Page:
routed to image compression processor 12 via CPU 20 (FIG.
7) Which selects for example a predetermined digital
memory location containing the appropriate corresponding
compression ratio parameters under program control. The
40
compression processor uses this command value for
example to establish the siZe of the covariance matrix and a
threshold for acceptance for the variances produced by the
Discrete Cosine Transformation (DCT) transform coeffi
cients. Next, the digital image signals are converted from the
RGB format previously discussed in connection With FIGS.
2, 5, and 6 into luminance and chrominance signals. The
luminance and chrominance signals subsequently undergo a
DCT. The cosine transformed signals are then quantized and
are then processed for Huffman coding. The Huffman coded
algorithm to eliminate unimportant frequencies; third, the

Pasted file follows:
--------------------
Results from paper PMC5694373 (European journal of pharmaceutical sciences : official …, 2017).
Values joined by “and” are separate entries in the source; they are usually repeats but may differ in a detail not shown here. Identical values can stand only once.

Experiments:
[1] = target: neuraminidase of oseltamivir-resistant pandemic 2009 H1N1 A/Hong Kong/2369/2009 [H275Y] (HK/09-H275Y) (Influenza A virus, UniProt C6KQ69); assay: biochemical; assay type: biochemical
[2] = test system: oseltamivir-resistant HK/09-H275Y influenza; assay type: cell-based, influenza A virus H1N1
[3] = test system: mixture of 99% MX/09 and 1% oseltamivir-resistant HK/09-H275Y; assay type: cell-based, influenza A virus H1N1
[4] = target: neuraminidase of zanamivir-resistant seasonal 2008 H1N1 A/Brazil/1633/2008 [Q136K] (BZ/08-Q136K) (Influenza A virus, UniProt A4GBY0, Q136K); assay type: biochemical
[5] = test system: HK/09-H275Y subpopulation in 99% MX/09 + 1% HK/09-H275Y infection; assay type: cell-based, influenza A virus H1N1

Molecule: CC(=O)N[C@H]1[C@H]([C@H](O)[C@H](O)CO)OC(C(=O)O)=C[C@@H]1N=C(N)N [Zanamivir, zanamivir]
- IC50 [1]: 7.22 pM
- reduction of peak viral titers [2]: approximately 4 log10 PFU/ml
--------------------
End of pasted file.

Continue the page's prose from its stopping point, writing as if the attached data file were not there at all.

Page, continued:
remaining values are run through a Huffman coding scheme
45
to encode the most frequently occurring values using the
feWest bits. A compatible softWare implementation of the
JPEG algorithm is available commercially from Aladdin
Systems, Radius Inc., Kodak, and others.
Those skilled in the art Will be familiar With the process
and the commercially available softWare and ?rmWare
50
chipsets that are currently available on the market. The
image signals are then formatted into a form that facilitates
present invention incorporates both available ?rmWare
format processing into various PC compatible formats
(GIFF, PICT2, etc.). For a more complete understanding of
the image compression process reference may be made to
I.E.E.E. Catalog No. EH0231-1, Library of Congress No.